In one of our recent webinars we discussed a substantial challenge IT Ops teams face in today’s complex IT environments: defining and clearly communicating incident/operational roles and processes, in an effort to create a well-coordinated incident management lifecycle. This lifecycle is essential for restoring service as quickly as possible when disruptions occur. Following are the highlights of that discussion, also recently published in an ApmDigest article. Or if you prefer – you can also watch the webinar on-demand here.
In today’s complex, dynamic IT environments, the proliferation of disparate IT Ops, NOC, DevOps, and SRE teams and tools is a given – and usually considered a necessity. This leads to the inevitable truth that when an incident happens, often the biggest challenge is collaborating between these teams to understand what happened and resolve the issue. Inefficiencies suffered during this critical stage can have huge impacts on how much each incident costs the business.
I recently sat down (virtually) with Sid Roy, VP of Client Services at Scicom, to get a deeper understanding of how IT leaders can more effectively size up these inefficiencies and eliminate them.
The cost of IT incidents
When asked what a minute of downtime costs, analysts and vendors may provide different answers – but they are more or less aligned around the same order of magnitude – several thousands of dollars per minute. And with an average of 5 major incidents a month, at an average time of 6 hours for resolution – this easily amounts to millions of dollars a year.
The three key drivers of these costs are:
Staffing and team member costs: It includes FTEs, consultants, and overhead – when other teams are pulled in to deal with the incident. For many organizations, this can include offshore incident response teams.
The direct and indirect costs of an IT incident: This includes your infrastructure or capital expenditures like software licenses for monitoring, log and event management, notification, ticketing, collaboration, etc.
The business impact of an IT incident: This is one of the most challenging and unpredictable variable costs to calculate or manage, and is often the highest of all three drivers. It includes revenue loss/delay or reduction due to a major incident and the profit or loss due to brand or goodwill impact. It also includes inefficiencies suffered by other parts of the business when critical services they depend on are degraded or unavailable.
Fragmented teams magnify the challenge
The incident volume, complexity, and throughput obviously affect the number of people and time needed to deal with them and often drive more indirect costs as needed resources pile up. To save on these millions of dollars of costs, you need to be able to collaborate and lower MTTR. As mentioned above, this becomes a challenge in agile IT environments. To help streamline operations, teams need to start asking and answering several key questions:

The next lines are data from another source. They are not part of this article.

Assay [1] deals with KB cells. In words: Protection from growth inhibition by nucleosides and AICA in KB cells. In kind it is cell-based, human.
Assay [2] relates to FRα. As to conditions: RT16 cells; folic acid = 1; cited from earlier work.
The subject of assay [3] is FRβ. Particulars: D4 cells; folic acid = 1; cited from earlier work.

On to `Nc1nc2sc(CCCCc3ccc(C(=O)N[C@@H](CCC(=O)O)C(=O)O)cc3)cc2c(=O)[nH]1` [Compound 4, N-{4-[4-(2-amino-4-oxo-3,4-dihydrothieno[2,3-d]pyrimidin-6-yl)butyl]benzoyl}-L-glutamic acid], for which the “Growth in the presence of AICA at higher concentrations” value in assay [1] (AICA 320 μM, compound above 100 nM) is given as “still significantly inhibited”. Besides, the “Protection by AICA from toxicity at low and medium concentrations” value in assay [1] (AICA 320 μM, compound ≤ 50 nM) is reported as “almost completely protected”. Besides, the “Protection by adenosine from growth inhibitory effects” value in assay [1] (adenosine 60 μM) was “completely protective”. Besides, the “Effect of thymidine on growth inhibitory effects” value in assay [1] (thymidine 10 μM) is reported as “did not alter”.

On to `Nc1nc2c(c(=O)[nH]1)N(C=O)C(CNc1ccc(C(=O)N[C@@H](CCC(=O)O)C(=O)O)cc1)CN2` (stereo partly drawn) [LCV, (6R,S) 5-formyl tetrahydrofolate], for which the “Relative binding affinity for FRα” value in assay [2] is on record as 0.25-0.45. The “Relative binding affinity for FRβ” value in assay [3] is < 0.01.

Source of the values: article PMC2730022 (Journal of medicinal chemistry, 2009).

- Do you have an up-to-date map of your critical services?
- Are they prioritized by business criticality (revenue, number of customers, other supported services in the supply chain)?
- What are the upstream and downstream dependencies of these applications?
- Have you identified the major infrastructure and application elements in your environment?
- Are you aligned with the owners of these systems?
- Do you have real-time knowledge of changes being done to the infrastructure and applications?
- Do you have monitoring gaps?
- Which monitoring tools provide you with the best value?
Answering these questions involves overcoming fragmentation across teams of people, processes, and tools – essentially integrating ITSM and ITOM to enjoy the benefits of contextual full-stack visibility and streamlined processes within the organization.
The right combination
What is the right combination of people, processes, and tools we just discussed? Here are the two main guidelines:
1. Set up a major incident management team – to optimally benefit from your existing staff. This team includes three vital roles:
- The incident manager/incident response commander. A designated role in charge of declaring a major incident and taking ownership of it. Their job is to essentially stop the bleeding of revenue and costs.
- The NOC/monitoring team. This is your front line of defense. When things go bump in the night or boom in the day, they’re the ones picking it up with their “eyes on the glass” – 24/7. And they’re in charge of reporting and creating full situational awareness for the incident command through bidirectional communications.
- The production support. The team that actually effects the required changes and executes the remediating action.
2. Deploy event correlation and automation tools to enable the incident management team. These tools are key, allowing your team to do all the above.
First, correlate the alerts your monitoring and observability tools create into a drastically reduced number of high-level, insight-rich incidents by using Machine Learning and AI. Add context to these incidents by ingesting and understanding topology sources as well. This creates the needed full-stack visibility and situational awareness.
Then use ML and AI to determine the root cause of these incidents, including correlating them with data streams from your change tools: CI/CD, orchestration, change management, and auditing – to identify whether any changes were done in your environment are causing these incidents.
Finally – automate as many manual processes as you can to free your IT Ops team from time-consuming tasks. By integrating with collaboration tools – you can also enable the above-mentioned bi-directional communications.
We invite you to watch our webinar with Scicom – ‘Incident Management: When duct tape and band-aids will no longer help‘ – to deep dive and learn more.